How I significantly reduced the frequency of my seizures

5:03:00 PM

throwback to when my talk went live


This post was originally posted on Huffington Post

My first-ever TED Talk titled “Why I speak up about living with epilepsy” went live towards the end of May, and it had over 50,000 views within its first few hours. I have received emails from people across the globe telling me how they cried through it while also applauding me for my courage to speak about living with epilepsy, since it is something about which people rarely publicly discuss.
In my talk, I said I reduce my seizures from several times a day to a handful spread throughout the year and many people have asked me how I did this. 
 
One of the greatest misconceptions about epilepsy, a neurological disorder generally characterized by seizures, is that it is a death sentence. That those with the diagnosis are not going to amount to much. That they are likely to remain home bound for the length of their life and might need a full time caregiver / guardian. These are narratives I have heard over and over, and most people are shocked to hear that I live on my own and that my awareness creation work involves a lot of traveling on my own. 
 
Before I got to where I am, there were days where I had 2-3 seizures a day and they left my legs numb and my speech slurred. I stayed indoors a lot because I was either having a seizure or recovering from one. Through all this, I longed for days when I would be out and about.
So how did I get from there to here? These are some of the things that helped me through my journey and can help you, too. 
 
1. Proper Diagnosis
Epilepsy is a medical condition that requires medical intervention, especially at the onset. A proper diagnosis can only be given by a trained professional once they rule out that your seizures are not a sign of something else. 
 
Once you get a proper diagnosis, adhere to the doctor's advice, prescription instructions and appointments. It may take some time for your body to get used to the medication, meaning you will have some drowsiness and fatigue, but this usually fades after 2-3 weeks. If it goes on for over a month, it is advisable to seek your doctor's advice on the best way forward. 
 
2. Be kind to yourself
There are a lot of myths and misinformation about epilepsy, making it hard for those who have been diagnosed to accept it. The process of healing begins with acceptance, and the sooner one accepts, the easier it is for them to become proactive in their healing journey. The journey to healing is not instant, it takes time and depends on various factors from the environment one lives in, to the type of support one has to one’s medication access.
 
3. Epilepsy type and triggers
There are different types of epilepsy, mostly characterized by the type of seizure one gets. It is important to learn more about your type of epilepsy and how to handle it as well as your unique triggers. My key ones are lack of food, lack of rest, missing medication, stress, flashing lights and camera flashes, while other people have mentioned menstruation, fire, water, and heights as their triggers.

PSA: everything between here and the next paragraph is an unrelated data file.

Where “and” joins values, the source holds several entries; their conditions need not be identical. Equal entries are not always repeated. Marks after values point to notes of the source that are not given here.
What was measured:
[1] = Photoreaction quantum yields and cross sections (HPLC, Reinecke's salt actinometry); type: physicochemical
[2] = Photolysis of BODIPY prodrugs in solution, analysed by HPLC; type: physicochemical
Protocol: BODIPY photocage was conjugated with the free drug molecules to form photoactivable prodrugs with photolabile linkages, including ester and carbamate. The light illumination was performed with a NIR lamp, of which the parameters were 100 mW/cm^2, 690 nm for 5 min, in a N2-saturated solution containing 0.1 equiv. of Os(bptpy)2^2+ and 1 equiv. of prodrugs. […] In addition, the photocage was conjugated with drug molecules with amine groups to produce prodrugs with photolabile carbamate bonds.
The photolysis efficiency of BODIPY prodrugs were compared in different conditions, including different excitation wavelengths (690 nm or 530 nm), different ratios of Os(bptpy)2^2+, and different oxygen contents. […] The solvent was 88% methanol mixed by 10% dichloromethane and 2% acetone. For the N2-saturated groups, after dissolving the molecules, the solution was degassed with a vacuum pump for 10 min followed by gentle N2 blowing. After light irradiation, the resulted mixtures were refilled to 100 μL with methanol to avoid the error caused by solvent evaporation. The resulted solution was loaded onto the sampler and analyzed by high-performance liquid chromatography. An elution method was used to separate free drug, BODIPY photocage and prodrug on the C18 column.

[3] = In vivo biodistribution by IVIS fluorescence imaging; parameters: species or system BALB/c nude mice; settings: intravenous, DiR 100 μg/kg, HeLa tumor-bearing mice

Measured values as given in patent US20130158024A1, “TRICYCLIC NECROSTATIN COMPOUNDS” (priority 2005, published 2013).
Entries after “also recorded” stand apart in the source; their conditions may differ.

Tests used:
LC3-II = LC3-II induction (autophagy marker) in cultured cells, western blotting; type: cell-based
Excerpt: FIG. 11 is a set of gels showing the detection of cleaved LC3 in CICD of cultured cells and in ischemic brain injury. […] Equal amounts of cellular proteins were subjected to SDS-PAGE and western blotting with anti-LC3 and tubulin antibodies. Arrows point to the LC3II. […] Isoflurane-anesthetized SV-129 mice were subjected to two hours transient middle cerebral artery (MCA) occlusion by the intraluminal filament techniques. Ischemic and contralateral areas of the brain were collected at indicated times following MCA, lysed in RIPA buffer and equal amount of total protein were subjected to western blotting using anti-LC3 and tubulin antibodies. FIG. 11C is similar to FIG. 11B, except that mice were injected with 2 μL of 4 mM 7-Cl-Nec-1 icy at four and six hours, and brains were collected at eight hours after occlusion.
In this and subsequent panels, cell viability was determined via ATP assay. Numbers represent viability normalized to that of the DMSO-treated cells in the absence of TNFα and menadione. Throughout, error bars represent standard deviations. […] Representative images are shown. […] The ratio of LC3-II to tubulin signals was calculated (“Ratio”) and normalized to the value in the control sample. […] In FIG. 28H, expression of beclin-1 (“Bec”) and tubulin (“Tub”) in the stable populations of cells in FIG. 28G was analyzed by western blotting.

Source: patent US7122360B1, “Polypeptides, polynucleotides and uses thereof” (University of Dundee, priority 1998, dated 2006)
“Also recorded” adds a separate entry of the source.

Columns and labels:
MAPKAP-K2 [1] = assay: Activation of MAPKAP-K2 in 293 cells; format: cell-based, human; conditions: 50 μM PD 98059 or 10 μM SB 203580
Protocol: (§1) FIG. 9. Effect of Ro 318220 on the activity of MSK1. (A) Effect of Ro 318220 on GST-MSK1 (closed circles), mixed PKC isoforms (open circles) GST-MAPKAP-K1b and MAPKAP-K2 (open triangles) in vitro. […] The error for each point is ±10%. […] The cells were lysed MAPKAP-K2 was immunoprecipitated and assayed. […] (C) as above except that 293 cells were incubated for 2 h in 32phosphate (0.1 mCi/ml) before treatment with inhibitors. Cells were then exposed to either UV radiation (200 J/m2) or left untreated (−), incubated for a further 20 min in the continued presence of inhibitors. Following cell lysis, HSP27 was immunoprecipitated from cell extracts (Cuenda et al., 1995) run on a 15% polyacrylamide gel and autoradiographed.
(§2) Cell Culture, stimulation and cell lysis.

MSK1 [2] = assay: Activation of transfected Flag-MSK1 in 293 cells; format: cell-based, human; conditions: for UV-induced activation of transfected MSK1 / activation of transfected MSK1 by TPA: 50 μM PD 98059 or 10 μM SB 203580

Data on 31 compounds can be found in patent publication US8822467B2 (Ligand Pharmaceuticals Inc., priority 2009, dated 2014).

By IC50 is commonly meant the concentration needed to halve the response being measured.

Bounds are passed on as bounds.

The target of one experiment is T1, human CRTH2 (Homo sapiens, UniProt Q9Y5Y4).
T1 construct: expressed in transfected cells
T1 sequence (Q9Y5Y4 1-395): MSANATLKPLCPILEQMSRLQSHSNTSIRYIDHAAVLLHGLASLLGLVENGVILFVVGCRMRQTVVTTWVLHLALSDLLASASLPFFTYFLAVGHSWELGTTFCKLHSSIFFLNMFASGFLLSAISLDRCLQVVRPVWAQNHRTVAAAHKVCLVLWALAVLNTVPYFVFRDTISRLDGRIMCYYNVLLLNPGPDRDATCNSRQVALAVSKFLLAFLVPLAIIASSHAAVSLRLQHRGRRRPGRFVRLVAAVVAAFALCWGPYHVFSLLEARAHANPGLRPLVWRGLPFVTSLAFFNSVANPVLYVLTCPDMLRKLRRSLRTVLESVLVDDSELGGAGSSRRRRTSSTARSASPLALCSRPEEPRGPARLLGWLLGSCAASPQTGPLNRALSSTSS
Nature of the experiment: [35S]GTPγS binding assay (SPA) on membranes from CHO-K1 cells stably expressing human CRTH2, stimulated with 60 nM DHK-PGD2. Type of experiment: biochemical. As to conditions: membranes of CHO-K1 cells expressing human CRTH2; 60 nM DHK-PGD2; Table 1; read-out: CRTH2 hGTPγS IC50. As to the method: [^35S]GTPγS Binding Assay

Keeping a seizure diary is a nice way to keep track of your seizures, noting when they happened, where you were, and what was happening before the seizure. It also helps you and your doctor keep track of the frequency and time of day you get the most seizures and then together you can chart a good treatment plan.
 
4. Additional Therapies
Though the doctor and medication play a critical role in the treatment, it is important to include additional therapies into your treatment plan to compliment and also reduce over-reliance on medication and speed dialing the doctor. 
 
Talk therapy or counseling is a good place to start, especially if you and/or your immediate support system — parents, spouse, or children — are having a hard time accepting the diagnosis. 
 
Group therapy helps if one would like to build a community with other people living with the diagnosis. There are also group therapy meeting for caregivers and family members who would like to interact with others and learn how to offer better care and support to themselves and their loved ones living with epilepsy. Some groups get into advocacy mostly when there is a common issue faced by the members.
 
Other forms of therapy include having a spiritual practice, art therapy, music and dance therapy, ecotherapy, and writing. 
 
5. Live and love life
Do not wait till you are seizure free to do the things you love. While there are some things that might trigger your seizures and those are to be avoided, everything else should not be on hold. Despite your diagnosis and the narratives you have heard about living with epilepsy, set goals, go after them, learn from past mistakes, know your limit and triggers and do not give up on yourself and the things life has to offer.
 
There is no one size fits all formula in living with epilepsy, therefore one needs to be proactive to find the combination of things that work for them and the environment they are in.


http://www.huffingtonpost.com/entry/598323bde4b0396a95c874fe

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